Cyber-security firm reveals most wanted malware
SAN FRANCISCO, CALIFORNIA — Cryptomining malware that dominated the top 10 most wanted malware in May has dug into nearly 40 percent of organizations globally, an increase of nearly 50 percent, a California-based cyber-security firm said Thursday.
In its latest Global Threat Index for May 2018, Check Point Software Technologies Ltd., a global leading cyber-security firm, said the Coinhive cryptominer remained the “most wanted” and the most prevalent malware in May, which impacted 22 percent of organizations globally, up from 16 percent in April.
Cryptoloot, another crypto-mining malware, ranked second with a global reach of 11 percent, as May 2018 is the fifth consecutive month where cryptomining malware dominated Check Point’s Top Ten Most Wanted Malware Index.
In the third place was the Roughted malvertising malware, which affected 8 percent of organizations across the world.
Check Point found that cyber-criminals are continuing to target unpatched server vulnerabilities in Microsoft Windows Server 2003, with 44 percent of the world’s organizations on the radar of hackers, while Oracle Web Logic became the most vulnerable system in business networks, with 40 percent being impacted.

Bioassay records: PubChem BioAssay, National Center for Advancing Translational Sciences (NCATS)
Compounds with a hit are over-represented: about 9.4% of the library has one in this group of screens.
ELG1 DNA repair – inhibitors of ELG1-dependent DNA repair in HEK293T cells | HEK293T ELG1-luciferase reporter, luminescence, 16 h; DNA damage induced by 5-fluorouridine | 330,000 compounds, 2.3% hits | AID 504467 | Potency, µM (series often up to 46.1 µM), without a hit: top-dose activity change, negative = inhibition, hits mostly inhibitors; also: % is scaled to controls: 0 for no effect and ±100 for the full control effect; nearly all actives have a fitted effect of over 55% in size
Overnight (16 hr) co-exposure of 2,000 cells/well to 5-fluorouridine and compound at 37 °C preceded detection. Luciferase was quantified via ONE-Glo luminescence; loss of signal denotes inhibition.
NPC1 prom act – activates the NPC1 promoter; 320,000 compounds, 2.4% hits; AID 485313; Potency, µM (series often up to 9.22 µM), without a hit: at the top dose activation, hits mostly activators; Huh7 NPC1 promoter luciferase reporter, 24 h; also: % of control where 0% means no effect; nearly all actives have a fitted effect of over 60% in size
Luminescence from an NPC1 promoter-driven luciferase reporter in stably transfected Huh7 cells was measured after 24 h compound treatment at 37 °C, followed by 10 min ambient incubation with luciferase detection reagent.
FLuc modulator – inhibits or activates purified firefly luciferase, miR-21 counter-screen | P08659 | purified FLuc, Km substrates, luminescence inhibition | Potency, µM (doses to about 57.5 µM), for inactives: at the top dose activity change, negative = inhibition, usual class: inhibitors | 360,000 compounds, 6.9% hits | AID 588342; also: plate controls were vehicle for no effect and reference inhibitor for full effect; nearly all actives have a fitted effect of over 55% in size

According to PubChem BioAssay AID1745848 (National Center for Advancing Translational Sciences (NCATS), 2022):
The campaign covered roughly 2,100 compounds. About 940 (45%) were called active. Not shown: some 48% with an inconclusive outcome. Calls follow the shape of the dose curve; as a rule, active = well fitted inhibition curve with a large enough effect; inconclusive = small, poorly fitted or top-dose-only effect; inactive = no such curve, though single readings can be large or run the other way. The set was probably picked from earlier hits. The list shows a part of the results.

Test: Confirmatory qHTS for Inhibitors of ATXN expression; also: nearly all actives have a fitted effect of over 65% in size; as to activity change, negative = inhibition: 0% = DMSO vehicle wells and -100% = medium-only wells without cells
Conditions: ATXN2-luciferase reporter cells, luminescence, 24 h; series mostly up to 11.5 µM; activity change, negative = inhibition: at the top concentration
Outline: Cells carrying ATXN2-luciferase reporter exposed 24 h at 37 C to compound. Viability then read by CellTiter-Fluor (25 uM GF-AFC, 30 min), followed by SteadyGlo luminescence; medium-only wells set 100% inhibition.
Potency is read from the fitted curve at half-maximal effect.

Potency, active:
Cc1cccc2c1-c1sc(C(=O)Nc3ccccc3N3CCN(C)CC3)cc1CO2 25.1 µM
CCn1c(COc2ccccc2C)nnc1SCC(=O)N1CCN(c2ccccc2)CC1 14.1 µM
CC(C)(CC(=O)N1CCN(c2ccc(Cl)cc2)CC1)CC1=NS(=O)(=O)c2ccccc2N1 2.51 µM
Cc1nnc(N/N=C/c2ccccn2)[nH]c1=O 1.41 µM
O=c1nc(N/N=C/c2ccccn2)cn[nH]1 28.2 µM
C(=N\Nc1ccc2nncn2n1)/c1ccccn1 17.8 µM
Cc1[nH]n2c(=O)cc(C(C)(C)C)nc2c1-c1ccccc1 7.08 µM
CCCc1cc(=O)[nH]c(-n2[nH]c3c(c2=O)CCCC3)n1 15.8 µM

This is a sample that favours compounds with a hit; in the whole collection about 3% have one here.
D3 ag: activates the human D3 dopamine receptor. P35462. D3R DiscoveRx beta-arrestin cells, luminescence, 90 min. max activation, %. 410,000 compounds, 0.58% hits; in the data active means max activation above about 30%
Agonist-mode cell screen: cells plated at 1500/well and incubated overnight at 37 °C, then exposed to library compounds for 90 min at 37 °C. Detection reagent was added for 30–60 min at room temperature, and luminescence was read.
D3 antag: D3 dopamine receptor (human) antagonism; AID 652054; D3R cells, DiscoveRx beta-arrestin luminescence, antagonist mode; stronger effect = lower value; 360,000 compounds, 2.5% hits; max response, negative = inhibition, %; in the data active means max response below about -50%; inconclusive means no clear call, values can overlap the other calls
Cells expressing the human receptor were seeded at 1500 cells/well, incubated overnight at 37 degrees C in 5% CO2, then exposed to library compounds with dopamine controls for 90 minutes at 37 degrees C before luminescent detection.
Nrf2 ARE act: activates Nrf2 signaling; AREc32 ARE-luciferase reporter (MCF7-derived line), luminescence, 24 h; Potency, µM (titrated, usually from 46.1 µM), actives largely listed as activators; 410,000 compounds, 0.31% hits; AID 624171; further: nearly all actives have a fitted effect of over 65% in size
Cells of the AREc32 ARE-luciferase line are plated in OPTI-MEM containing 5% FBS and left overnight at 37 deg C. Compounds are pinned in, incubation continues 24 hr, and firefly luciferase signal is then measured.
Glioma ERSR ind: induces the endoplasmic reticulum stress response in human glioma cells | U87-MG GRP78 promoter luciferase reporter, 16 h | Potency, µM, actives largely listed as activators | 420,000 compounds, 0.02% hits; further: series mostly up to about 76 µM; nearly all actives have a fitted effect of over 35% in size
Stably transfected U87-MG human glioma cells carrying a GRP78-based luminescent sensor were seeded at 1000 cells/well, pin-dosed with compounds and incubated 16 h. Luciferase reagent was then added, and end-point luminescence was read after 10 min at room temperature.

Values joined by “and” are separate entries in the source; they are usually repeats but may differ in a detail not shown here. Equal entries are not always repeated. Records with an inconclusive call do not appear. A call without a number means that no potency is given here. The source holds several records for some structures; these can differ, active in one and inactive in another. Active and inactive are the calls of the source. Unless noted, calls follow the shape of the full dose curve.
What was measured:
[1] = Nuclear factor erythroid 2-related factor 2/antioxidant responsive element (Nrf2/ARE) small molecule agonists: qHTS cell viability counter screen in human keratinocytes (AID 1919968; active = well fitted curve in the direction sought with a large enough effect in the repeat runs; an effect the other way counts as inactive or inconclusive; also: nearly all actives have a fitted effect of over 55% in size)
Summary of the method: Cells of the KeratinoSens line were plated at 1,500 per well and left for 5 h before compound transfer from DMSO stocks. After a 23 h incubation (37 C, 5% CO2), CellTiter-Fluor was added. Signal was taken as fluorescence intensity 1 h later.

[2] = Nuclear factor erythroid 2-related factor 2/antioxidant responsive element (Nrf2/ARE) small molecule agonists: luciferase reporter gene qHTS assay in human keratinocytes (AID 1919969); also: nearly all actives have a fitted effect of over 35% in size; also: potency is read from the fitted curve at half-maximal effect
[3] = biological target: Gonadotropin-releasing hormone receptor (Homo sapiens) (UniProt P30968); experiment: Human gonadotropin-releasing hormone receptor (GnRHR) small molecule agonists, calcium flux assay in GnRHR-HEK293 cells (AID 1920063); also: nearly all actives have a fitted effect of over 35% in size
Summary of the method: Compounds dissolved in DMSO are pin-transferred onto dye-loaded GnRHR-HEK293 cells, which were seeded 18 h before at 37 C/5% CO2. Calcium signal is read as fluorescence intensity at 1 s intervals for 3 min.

“Cyber-criminals are more likely to probe known vulnerabilities in the hope that organizations have not acted to remediate them, as they are to develop new attack vectors,” said Maya Horowitz, Threat Intelligence Group Manager at Check Point.
The company cited Lokibot, an Android banking Trojan and info-stealer, as the biggest threat to mobile users in May, which can also turn into a ransomware that locks their phones.
The other top two malware last month were Triada, a Modular Backdoor for Android which grants superuser privileges to downloaded malware, and Lotoor, which is a hack tool that exploits vulnerabilities on Android operating system in order to gain root privileges on compromised mobile devices.